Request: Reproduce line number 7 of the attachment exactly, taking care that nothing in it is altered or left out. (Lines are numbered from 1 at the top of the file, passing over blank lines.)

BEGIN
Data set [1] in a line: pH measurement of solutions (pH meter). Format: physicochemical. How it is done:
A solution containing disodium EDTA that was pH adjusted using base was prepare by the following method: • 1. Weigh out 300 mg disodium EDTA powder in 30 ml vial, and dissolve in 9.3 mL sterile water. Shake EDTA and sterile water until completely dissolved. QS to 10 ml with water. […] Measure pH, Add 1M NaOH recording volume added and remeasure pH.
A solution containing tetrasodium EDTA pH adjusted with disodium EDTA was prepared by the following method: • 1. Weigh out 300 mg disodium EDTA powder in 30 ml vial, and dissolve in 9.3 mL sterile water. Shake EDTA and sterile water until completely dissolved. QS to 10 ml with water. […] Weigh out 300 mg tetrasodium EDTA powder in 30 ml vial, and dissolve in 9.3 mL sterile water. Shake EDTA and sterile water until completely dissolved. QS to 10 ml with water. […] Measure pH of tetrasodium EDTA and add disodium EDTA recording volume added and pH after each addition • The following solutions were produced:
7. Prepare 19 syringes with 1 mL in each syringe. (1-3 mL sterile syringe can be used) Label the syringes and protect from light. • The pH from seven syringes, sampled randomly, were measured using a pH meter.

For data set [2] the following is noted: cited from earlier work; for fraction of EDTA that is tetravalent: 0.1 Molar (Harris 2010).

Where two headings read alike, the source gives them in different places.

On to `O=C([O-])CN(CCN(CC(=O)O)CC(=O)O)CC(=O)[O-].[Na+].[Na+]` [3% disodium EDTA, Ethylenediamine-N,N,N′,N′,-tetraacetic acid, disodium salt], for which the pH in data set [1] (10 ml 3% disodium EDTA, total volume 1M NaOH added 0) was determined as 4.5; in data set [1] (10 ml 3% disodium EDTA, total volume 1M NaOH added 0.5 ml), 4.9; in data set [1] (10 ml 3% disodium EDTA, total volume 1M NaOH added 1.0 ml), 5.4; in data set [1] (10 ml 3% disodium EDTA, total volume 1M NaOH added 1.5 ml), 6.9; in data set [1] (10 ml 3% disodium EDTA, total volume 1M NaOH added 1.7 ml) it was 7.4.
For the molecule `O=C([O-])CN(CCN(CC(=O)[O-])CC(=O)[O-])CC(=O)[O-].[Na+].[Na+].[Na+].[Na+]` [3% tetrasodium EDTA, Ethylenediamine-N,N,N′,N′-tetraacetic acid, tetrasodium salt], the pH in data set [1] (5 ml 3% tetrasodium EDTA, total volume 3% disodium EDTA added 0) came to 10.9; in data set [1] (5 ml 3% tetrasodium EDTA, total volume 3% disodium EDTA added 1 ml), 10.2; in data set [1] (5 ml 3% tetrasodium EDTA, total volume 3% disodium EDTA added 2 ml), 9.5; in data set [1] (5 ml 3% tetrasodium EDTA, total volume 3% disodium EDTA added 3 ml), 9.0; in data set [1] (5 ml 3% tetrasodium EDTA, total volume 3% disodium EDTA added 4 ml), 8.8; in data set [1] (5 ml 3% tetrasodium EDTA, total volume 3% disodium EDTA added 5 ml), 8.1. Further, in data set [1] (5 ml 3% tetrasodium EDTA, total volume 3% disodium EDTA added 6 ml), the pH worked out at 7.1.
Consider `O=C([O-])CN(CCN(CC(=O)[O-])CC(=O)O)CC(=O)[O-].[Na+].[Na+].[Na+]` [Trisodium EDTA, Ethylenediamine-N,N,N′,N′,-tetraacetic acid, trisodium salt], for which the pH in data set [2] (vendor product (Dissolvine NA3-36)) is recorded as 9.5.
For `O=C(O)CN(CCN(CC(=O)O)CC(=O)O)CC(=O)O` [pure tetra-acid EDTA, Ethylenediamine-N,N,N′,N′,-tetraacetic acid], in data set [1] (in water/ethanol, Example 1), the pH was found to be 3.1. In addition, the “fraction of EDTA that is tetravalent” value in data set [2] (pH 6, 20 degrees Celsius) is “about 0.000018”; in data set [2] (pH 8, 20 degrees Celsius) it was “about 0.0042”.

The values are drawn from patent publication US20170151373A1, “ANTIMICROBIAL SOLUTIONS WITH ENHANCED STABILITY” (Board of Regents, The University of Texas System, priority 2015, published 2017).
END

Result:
On to `O=C([O-])CN(CCN(CC(=O)O)CC(=O)O)CC(=O)[O-].[Na+].[Na+]` [3% disodium EDTA, Ethylenediamine-N,N,N′,N′,-tetraacetic acid, disodium salt], for which the pH in data set [1] (10 ml 3% disodium EDTA, total volume 1M NaOH added 0) was determined as 4.5; in data set [1] (10 ml 3% disodium EDTA, total volume 1M NaOH added 0.5 ml), 4.9; in data set [1] (10 ml 3% disodium EDTA, total volume 1M NaOH added 1.0 ml), 5.4; in data set [1] (10 ml 3% disodium EDTA, total volume 1M NaOH added 1.5 ml), 6.9; in data set [1] (10 ml 3% disodium EDTA, total volume 1M NaOH added 1.7 ml) it was 7.4.